Department of Energy: Energy Conservation Program for Certain Industrial Equipment: Energy Conservation Standards for Small, Large, and Very Large Air-Cooled Commercial Package Air Conditioning and Heating Equipment and Commercial Warm Air Furnaces
GAO-16-388R: Feb 2, 2016
- Full Report:
GAO reviewed the Department of Energy's (DOE) new rule on the Energy Conservation Program for certain industrial equipment. GAO found that (1) the direct final rule amends the energy conservation standards for both small, large, and very large air-cooled commercial package air conditioning and heating equipment and commercial warm air furnaces after DOE determined that the amended energy conservation standards being adopted for these equipment would result in the significant conservation of energy and be technologically feasible and economically justified; and (2) DOE complied with the applicable requirements in promulgating the rule.
February 2, 2016
The Honorable Lisa Murkowski
The Honorable Maria Cantwell
Committee on Energy and Natural Resources
United States Senate
The Honorable Fred Upton
The Honorable Frank Pallone, Jr.
Committee on Energy and Commerce
House of Representatives
Subject: Department of Energy: Energy Conservation Program for Certain Industrial Equipment: Energy Conservation Standards for Small, Large, and Very Large Air-Cooled Commercial Package Air Conditioning and Heating Equipment and Commercial Warm Air Furnaces
Pursuant to section 801(a)(2)(A) of title 5, United States Code, this is our report on a major rule promulgated by the Department of Energy (DOE) entitled “Energy Conservation Program for Certain Industrial Equipment: Energy Conservation Standards for Small, Large, and Very Large Air-Cooled Commercial Package Air Conditioning and Heating Equipment and Commercial Warm Air Furnaces” (RINs: 1904-AC95, 1904-AD11). We received the rule on January 19, 2016. It was published in the Federal Register as a direct final rule on January 15, 2016. 81 Fed. Reg. 2420.
The direct final rule amends the energy conservation standards for both small, large, and very large air-cooled commercial package air conditioning and heating equipment and commercial warm air furnaces after DOE determined that the amended energy conservation standards being adopted for these equipment would result in the significant conservation of energy and be technologically feasible and economically justified. The Energy Policy and Conservation Act of 1975, as amended (EPCA), prescribes energy conservation standards for various consumer products and certain commercial and industrial equipment, including small, large, and very large air-cooled commercial package air conditioning and heating equipment and commercial warm air furnaces. EPCA also requires that DOE periodically review and consider amending its standards for specified categories of industrial equipment, including commercial heating and air conditioning equipment, in order to determine whether more stringent, amended standards would be technologically feasible and economically justified and save a significant additional amount of energy. According to DOE, the direct final rule is consistent with those requirements.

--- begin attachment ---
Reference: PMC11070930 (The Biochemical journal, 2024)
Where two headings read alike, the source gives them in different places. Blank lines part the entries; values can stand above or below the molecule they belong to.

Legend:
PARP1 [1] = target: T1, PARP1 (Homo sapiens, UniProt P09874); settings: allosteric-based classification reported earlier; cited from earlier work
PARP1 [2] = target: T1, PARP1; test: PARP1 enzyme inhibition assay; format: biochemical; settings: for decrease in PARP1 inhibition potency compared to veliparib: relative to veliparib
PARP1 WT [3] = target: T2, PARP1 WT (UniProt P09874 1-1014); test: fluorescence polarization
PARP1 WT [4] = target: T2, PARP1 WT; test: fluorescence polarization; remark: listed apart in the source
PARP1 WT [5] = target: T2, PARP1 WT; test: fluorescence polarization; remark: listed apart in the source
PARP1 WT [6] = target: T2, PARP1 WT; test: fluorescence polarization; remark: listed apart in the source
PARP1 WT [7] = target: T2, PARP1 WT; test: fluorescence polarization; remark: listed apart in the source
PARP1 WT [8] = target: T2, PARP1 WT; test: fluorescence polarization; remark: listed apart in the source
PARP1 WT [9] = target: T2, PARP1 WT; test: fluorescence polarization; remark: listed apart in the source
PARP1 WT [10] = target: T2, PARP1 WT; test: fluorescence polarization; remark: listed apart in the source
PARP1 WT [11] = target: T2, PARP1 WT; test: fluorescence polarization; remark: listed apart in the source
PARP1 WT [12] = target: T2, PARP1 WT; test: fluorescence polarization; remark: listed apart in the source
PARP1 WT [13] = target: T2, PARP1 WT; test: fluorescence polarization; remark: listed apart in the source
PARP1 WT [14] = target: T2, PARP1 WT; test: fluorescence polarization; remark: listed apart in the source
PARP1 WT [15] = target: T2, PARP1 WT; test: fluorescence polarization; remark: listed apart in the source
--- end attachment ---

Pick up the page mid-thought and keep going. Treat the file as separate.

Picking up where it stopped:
Enclosed is our assessment of DOE’s compliance with the procedural steps required by section 801(a)(1)(B)(i) through (iv) of title 5 with respect to the rule. Our review of the procedural steps taken indicates that DOE complied with the applicable requirements.
If you have any questions about this report or wish to contact GAO officials responsible for the evaluation work relating to the subject matter of the rule, please contact Shirley A. Jones, Assistant General Counsel, at (202) 512-8156.
Robert J. Cramer
Managing Associate General Counsel
cc: Daniel Cohen
Assistant General Counsel for Legislation,
Regulation and Energy Efficiency
Department of Energy
REPORT UNDER 5 U.S.C. § 801(a)(2)(A) ON A MAJOR RULE
ISSUED BY THE
DEPARTMENT OF ENERGY
“ENERGY CONSERVATION PROGRAM FOR
CERTAIN INDUSTRIAL EQUIPMENT:
ENERGY CONSERVATION STANDARDS FOR SMALL, LARGE,
AND VERY LARGE AIR-COOLED COMMERCIAL PACKAGE
AIR CONDITIONING AND HEATING EQUIPMENT
AND COMMERCIAL WARM AIR FURNACES”
(RINs: 1904-AC95, 1904-AD11)
(i) Cost-benefit analysis
The Department of Energy (DOE) evaluated the benefits and costs to commercial consumers, the impact on manufacturers, and the national benefits and costs of this final rule. For commercial consumers, DOE found that the average life-cycle cost savings were positive for all equipment classes and the payback period is less than the average lifetime of the equipment, which is estimated to be 22 years.
For manufacturers of Commercial Unitary Air Conditioners and Commercial Unitary Heat Pumps (CUAC/CUHP) the industry net present value (INPV) is the sum of the discounted cash flows to the industry from the base year through the end of the analysis period (2015 to 2048). Using a real discount rate of 6.2 percent, DOE estimates that the INPV for CUAC/CUHP manufacturers is $1,638.2 million in 2014 dollars. Under the standards adopted in the direct final rule, DOE expects the INPV may change approximately 26.8 percent to 2.3 percent, which corresponds to approximately $440.4 million and $38.5 million in 2014 dollars. In order to bring equipment into compliance with the standards adopted in this direct final rule, DOE expects the industry to incur $520.8 million in total conversion costs. For manufacturers of Commercial Warm Air Furnaces (CWAFs) using a real discount rate of 8.9 percent, DOE estimates that the INPV for CWAF manufacturers is $96.3 million in 2014 dollars. Under the standards adopted in the direct final rule, DOE expects the INPV may be reduced by approximately 13.9 percent to 6.1 percent, which corresponds to $13.4 million and $5.9 million in 2014 dollars. In order to bring products into compliance with the standards in the direct final rule, DOE expects the industry to incur $22.2 million in conversion costs.